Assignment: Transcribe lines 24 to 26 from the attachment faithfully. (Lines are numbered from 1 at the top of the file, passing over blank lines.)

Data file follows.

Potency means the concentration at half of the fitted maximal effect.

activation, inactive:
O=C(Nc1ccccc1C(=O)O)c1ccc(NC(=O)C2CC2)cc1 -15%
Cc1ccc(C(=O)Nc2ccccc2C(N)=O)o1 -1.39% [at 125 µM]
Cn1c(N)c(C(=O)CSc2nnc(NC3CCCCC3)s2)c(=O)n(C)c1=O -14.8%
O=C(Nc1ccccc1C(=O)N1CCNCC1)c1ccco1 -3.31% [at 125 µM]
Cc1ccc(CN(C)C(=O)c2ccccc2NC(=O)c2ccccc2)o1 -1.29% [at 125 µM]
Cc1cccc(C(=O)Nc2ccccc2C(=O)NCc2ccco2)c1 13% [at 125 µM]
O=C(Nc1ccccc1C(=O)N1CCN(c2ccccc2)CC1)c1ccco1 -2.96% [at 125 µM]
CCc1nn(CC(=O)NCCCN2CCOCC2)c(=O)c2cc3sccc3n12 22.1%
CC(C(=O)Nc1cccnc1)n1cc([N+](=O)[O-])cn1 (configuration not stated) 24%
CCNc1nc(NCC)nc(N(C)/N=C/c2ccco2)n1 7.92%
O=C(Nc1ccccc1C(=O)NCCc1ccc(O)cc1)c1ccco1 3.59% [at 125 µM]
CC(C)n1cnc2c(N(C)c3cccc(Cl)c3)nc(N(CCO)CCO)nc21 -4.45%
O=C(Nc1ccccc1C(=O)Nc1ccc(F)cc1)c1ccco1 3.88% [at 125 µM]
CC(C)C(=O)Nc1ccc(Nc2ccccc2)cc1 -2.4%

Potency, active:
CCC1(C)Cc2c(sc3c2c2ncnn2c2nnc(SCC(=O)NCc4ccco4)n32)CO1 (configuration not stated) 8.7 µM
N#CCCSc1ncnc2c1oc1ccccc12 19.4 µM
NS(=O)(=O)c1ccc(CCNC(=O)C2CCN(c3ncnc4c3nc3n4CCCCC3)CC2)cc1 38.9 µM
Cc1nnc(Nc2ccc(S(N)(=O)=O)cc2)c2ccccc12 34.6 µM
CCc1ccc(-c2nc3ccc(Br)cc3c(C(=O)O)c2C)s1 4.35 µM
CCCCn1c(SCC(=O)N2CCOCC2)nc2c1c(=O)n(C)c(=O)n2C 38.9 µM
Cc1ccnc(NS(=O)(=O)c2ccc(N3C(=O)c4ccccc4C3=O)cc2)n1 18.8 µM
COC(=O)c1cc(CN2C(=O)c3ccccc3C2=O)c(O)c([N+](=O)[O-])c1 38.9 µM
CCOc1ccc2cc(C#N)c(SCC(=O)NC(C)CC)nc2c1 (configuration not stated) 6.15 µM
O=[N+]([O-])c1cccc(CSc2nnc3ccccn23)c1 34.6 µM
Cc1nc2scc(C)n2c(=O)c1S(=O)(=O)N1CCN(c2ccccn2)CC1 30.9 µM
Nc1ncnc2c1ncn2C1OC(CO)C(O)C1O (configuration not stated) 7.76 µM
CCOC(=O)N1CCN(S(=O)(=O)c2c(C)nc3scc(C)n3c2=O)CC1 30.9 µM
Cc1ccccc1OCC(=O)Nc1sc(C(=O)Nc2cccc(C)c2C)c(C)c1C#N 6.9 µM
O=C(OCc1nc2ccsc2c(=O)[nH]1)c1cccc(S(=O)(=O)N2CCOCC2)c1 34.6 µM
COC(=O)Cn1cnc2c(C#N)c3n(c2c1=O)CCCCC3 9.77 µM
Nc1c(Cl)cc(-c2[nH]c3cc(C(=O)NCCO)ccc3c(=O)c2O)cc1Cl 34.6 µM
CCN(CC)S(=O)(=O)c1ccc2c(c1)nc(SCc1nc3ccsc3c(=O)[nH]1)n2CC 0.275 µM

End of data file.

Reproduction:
Cc1ccnc(NS(=O)(=O)c2ccc(N3C(=O)c4ccccc4C3=O)cc2)n1 18.8 µM
COC(=O)c1cc(CN2C(=O)c3ccccc3C2=O)c(O)c([N+](=O)[O-])c1 38.9 µM
CCOc1ccc2cc(C#N)c(SCC(=O)NC(C)CC)nc2c1 (configuration not stated) 6.15 µM